Renowned for his adventurous and refreshing approach to percussion and rhythm, Eli Keszler’s latest solo effort features some of the finest compositions of his career, and indeed of this whole year in experimental music. Approaching the work in his distinctive “world-building” fashion, where compositional blueprints are mapped out from disciplines like architecture and field recordings, Stadium’s percussion patterns trigger all manner of evolutions and corresponding sounds from woodwind and keys. Inimitable in structure and acoustic finesse, this is a record you’ll come back to for some time.

    J Fernandez

    Occasional Din

    (Joyful Noise)

    Listen / Buy

    Some clever and engaging pop here from this Chicago singer songwriter, who blends Stereolab and Broadcast-styled melodies with Brian Eno-inspired art rock. It’s all shot through with that gauzy, home-fi recording technique, adding the sort of warm fuzzy sound you know from records by the likes of Mac De Marco.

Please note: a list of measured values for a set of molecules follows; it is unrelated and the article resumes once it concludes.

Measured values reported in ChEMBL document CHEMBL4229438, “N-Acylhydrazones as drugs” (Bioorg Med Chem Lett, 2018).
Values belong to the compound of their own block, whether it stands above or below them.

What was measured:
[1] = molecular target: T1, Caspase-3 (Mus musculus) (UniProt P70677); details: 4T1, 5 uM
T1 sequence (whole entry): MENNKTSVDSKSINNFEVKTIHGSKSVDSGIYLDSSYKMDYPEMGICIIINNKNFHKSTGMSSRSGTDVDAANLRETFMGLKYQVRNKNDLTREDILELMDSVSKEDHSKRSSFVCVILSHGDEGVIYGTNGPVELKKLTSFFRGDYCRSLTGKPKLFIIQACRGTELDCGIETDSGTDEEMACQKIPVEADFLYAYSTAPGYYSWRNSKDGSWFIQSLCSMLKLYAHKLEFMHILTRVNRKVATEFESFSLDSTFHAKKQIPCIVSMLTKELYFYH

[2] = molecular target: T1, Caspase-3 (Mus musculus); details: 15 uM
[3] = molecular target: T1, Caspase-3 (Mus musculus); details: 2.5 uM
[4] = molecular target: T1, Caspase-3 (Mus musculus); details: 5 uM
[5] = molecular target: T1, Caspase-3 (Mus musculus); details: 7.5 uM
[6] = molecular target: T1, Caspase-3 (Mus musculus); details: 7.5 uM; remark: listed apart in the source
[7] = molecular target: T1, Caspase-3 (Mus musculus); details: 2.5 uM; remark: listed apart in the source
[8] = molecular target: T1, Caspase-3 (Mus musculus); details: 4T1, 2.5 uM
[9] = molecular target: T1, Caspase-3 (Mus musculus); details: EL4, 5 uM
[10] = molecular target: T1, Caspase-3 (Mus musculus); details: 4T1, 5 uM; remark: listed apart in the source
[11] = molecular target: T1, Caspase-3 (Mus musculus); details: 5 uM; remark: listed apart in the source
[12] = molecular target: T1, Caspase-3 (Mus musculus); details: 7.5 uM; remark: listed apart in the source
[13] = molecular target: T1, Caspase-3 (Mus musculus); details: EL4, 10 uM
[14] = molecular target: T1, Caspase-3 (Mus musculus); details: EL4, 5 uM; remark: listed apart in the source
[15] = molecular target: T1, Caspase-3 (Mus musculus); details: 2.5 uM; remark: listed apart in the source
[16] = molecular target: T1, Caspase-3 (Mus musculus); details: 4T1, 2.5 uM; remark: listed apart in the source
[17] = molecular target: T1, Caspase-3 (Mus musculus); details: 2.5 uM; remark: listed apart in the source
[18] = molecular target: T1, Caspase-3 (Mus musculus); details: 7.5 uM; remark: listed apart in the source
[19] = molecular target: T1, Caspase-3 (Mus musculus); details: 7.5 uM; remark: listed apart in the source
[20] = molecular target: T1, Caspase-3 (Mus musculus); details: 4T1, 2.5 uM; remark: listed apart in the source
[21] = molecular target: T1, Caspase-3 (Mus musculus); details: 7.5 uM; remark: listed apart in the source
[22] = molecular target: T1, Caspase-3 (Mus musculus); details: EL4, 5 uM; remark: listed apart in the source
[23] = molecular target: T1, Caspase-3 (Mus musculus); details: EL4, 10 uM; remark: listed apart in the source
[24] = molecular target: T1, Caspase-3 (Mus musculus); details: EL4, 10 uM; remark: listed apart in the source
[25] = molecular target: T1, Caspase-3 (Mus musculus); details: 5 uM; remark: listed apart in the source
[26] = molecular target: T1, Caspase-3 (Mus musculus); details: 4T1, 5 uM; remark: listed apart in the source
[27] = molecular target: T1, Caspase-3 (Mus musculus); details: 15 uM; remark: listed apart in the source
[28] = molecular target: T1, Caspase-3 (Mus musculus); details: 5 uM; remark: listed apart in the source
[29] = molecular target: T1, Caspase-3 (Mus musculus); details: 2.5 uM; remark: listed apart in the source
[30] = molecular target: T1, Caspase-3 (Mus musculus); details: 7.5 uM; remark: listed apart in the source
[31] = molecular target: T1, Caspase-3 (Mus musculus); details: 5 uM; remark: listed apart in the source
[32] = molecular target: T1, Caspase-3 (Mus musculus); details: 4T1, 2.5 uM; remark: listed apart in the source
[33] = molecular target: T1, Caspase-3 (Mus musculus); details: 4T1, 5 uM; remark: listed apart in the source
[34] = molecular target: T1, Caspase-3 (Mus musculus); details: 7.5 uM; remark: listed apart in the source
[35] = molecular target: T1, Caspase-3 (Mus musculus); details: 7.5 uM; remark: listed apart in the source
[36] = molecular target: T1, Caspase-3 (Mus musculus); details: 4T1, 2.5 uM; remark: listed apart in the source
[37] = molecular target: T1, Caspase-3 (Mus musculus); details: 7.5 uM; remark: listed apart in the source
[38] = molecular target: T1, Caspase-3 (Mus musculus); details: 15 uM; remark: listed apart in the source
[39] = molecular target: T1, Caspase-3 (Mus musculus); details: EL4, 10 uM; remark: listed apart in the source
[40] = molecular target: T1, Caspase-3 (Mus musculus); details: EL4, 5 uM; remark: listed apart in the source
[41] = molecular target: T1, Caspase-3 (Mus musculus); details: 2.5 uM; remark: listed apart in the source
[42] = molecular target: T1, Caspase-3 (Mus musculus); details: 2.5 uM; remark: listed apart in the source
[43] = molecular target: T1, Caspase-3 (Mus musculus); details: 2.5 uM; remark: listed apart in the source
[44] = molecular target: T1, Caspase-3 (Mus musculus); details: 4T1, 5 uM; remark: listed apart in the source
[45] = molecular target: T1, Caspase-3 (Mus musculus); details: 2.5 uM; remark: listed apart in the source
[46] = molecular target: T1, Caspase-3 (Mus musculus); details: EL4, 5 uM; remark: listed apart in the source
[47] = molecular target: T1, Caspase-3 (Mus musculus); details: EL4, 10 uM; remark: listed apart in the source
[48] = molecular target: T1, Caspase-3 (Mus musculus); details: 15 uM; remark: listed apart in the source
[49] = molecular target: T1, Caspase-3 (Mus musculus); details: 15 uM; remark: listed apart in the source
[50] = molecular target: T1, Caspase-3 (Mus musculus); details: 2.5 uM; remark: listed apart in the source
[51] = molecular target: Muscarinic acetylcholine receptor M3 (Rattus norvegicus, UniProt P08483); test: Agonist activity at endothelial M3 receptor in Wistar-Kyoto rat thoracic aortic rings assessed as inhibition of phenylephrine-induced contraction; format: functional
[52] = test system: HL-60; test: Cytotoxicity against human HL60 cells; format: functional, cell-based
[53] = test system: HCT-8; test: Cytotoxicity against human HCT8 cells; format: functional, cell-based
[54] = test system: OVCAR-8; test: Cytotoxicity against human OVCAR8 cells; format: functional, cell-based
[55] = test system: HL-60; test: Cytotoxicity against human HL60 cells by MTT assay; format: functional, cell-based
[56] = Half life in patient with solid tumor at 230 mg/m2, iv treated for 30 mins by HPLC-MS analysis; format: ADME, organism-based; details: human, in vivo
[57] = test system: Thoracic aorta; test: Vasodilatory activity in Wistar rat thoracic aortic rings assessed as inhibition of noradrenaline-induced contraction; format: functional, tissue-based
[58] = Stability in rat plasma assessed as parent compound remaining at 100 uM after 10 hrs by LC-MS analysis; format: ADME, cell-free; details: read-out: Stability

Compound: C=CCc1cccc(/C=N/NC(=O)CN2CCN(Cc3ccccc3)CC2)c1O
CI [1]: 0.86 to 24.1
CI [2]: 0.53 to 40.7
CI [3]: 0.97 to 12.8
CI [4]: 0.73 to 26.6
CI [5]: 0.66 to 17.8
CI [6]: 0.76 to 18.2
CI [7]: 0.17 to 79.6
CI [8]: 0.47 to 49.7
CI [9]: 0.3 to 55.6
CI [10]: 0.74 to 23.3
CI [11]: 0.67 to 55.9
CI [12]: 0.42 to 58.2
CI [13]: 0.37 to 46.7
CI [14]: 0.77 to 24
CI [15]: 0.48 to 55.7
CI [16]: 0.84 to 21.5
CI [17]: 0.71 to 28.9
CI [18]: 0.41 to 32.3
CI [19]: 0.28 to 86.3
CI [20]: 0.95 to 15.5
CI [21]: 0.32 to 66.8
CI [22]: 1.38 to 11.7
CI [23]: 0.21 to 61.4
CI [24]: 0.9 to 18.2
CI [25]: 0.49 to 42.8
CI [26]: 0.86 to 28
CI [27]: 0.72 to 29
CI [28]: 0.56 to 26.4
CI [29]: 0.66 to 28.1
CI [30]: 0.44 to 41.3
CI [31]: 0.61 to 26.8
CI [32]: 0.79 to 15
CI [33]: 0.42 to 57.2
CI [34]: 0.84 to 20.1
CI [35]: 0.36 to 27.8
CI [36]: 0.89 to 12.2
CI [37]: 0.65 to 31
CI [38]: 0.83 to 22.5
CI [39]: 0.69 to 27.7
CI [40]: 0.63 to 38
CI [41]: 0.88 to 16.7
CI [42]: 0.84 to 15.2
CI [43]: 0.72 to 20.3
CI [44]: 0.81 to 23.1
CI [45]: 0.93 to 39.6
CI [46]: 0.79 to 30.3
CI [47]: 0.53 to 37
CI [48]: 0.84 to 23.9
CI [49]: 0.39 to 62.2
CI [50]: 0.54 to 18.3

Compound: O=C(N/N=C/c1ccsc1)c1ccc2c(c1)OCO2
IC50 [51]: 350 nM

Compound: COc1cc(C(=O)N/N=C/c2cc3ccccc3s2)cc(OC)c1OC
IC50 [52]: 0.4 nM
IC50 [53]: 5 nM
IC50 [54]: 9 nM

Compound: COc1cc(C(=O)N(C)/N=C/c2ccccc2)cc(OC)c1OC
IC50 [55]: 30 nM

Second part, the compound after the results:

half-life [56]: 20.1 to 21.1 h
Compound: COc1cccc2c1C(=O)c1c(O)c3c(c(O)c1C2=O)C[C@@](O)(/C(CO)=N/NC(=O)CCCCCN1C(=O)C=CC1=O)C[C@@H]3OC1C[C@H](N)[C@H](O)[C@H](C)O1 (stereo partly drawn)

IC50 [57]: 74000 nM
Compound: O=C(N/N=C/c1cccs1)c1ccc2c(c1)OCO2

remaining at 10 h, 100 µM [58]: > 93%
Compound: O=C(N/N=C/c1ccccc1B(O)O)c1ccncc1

There Is A Place


    Listen / Buy

    The latest We Out Here graduates to showcase what they do best on a full-length LP, Maisha’s There Is A Place draws on spiritual jazz tropes for an album that exemplifies just how intense the influence of Pharoah Sanders and Alice Coltrane has been. But that’s just the start… Synthesising a potpourri of sounds and grooves, first track ‘Osiris’ is a celebration of musical diversity, as sweeping modal movements erupt into a subtle, afro-beat inflected groove that culminates in a lavish, virtuosic finale. If there’s a place to start your post-We Out Here explorations, it’s here.

    Shit & Shine

    Bad Vibes


    Listen / Buy

    Craig Clouse is back with his fourth outing for Rocket Recordings. Over the nine cuts on Bad Vibes, you get everything from the feathered double bass of ‘Bottle Brush’ to the straight-up and banging ‘7986’ via the head-nodding ‘Sunrise Sam’. Being warped and wonky has never been so much fun.

  • The 10 best new vinyl releases this week (17th September)

    By | September 17, 2018